Updated: April 6, 2018 8:29:12 am
STAR INDIA became the first-and-last stop for all cricket in India as the broadcasting giants held on to the global consolidated rights to Indian cricket for the period between 2018-2023 with a bid of Rs 6,138 crore. Star had already brought the glitzy IPL under their burgeoning umbrella last September when they won the broadcast and digital rights for the T20 extravaganza with a bid of Rs. 16,347.5 crore.
Their successful bid on Thursday—after a three-day bidding battle — also means they’ll continue to broadcast the entire gamut of domestic cricket in the country, making them virtually the “everything store” for Indian cricket. In addition, Star already own the rights for all ICC tournaments till 2023.
The new five-year rights deal also means that the BCCI are set to earn a total of Rs 2,2485.5 crore over the next five years purely from broadcast and digital rights. And this only further fortifies their stand as the richest cricket board in the world. For the record, the England and Wales Cricket Board (ECB) earns Rs 1,869 crore from its broadcasting rights in addition to what they get from foreign broadcasters who own overseas rights to cricket in England.
Star’s whopping IPL bid had meant that they’d be paying Rs 54.4 crore per match in the T20 league. At that point, that amount was significantly higher than what the BCCI were earning from each international match on home soil—which according to the previous deal was Rs 43.2 crore. As per the new contract, Star will pay Rs 60.18 crore on average for each of the 102 international matches that India are slated to play on home soil over the next five years. Technically though, the per-match price for the IPL will still be higher for the first three years of the next rights-cycle, that is till 2021. According to new deal, the base price for each match will increase annually.
BCCI CEO Rahul Johri explained that the board will be earning Rs 46 crore per match for the first year, Rs 47 crore per match for the second year, Rs 46.50 crore per match for the third year, Rs 77.40 crore for the fourth year and Rs 78.90 crore for the fifth year.
“The other relevant numbers are that we have gone up from 43.2 crore per match to this figure, which is climbing up by Rs 17 crore and if you compare with the IPL broadcast rights and the current, then the IPL figure per match, for 300 matches was Rs 54.4 crore and this figure is ahead of that. It was a learning experience,” acting secretary Amitabh Choudhary added. Star India CEO Uday Shankar was his usual prudent self when it came to explaining the magnitude of the amount his company had agreed to spend on retaining the rights for Indian cricket.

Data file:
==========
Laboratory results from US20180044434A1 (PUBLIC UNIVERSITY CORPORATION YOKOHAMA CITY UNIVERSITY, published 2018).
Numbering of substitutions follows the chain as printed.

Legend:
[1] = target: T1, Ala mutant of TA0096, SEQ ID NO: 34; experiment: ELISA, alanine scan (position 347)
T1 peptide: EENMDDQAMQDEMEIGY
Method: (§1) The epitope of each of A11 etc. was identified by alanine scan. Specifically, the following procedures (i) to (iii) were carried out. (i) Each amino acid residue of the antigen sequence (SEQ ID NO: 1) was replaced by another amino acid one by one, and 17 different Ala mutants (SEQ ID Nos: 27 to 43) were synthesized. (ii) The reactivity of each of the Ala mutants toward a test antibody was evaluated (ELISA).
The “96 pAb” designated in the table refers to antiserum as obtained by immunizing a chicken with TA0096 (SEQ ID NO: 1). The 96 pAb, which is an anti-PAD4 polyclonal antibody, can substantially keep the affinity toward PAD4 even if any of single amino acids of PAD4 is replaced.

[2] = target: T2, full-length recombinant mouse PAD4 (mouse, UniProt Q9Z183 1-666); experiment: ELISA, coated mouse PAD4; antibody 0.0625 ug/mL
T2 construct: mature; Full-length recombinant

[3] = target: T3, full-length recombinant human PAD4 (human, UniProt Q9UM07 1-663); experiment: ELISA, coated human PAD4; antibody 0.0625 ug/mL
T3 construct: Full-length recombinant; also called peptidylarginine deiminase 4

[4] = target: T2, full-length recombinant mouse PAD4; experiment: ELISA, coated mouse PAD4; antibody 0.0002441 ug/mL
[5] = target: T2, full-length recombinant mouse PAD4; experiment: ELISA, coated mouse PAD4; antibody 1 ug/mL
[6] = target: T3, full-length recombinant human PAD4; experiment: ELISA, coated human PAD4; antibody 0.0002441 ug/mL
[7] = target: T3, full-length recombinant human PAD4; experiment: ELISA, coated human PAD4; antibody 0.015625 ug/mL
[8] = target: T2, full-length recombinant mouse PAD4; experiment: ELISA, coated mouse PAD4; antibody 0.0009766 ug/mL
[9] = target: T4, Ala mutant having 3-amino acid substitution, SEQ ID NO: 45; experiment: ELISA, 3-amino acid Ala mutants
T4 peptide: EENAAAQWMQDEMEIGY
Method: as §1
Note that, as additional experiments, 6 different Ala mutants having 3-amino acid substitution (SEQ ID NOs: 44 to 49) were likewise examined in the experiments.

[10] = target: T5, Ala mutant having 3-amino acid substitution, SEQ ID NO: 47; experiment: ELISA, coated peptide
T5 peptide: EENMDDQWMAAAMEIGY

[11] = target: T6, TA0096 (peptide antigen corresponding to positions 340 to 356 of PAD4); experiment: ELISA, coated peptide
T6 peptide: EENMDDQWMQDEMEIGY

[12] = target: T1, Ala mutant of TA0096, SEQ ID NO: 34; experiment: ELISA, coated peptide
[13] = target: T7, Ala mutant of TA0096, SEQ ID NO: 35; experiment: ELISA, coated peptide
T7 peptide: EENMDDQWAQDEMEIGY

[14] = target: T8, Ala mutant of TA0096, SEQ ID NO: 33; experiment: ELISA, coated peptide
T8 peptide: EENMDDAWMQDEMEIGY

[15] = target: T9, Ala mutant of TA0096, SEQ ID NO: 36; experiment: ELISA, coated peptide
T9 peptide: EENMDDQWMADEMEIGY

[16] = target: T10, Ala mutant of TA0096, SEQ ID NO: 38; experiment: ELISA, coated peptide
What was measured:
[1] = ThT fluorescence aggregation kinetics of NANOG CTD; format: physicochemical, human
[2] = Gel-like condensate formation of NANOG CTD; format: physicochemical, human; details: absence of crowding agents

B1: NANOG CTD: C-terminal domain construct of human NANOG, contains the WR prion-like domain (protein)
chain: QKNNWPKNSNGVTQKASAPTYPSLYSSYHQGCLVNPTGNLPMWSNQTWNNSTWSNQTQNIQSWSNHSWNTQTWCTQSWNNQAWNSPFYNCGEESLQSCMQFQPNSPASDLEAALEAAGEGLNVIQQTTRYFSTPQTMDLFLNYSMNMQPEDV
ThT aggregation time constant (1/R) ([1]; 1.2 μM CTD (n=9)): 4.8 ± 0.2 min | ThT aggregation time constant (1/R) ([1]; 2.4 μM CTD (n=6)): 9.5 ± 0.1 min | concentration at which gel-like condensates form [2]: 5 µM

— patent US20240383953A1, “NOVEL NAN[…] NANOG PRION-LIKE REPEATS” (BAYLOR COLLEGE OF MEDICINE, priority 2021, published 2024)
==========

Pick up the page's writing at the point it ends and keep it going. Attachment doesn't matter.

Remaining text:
“Like every great thing, the BCCI rights come a little expensive, but then good things have a price. Star and BCCI can transform the sporting experience of cricket fans altogether,” he said.
Asked about the experience of participating and winning in an e-auction for the first time, Shankar added, “The experience was like a movie that was great, but it wasn’t just coming to an end. It went on and on. I’m sure everybody including the BCCI who, purely from their business point of view, it was great the longer it ran because every minute was bringing more cash. But I am sure by the end of it they also must be exhausted because for it to go on for three days is quite something. I don’t think there is another tender of any sport rights we are aware of that has gone on for so long. You had to be technically savvy. It took time to understand but it was a very scientific and transparent process.”
Over the last six months as they first upped the ante for the IPL rights by generating a 182 per cent hike to its previous value before retaining rights for all other cricket on home soil with a 59 per cent increase to the amount they’d spent over the last six years from 2012, Star have indeed transformed the status of Indian cricket in terms of global sport. The BCCI’s overall broadcasting earnings puts them ahead of the English Premier League (EPL), leaving only the NFL in the USA as the most opulent sports property.
59% That’s the percentage of increase in Star’s bid from the previous cycle, which was sold for $750 million for the six-year period between 2012-18.
60Cr is the average cost per match for the Indian cricket rights sold on Thursday, which is higher than the average cost per IPL game for the 2018-22 period, which is pegged at Rs 54.5 crore.
$19b Star has also paid a whopping $1.9 billion for the broadcast rights for all ICC events between 2015-2023.
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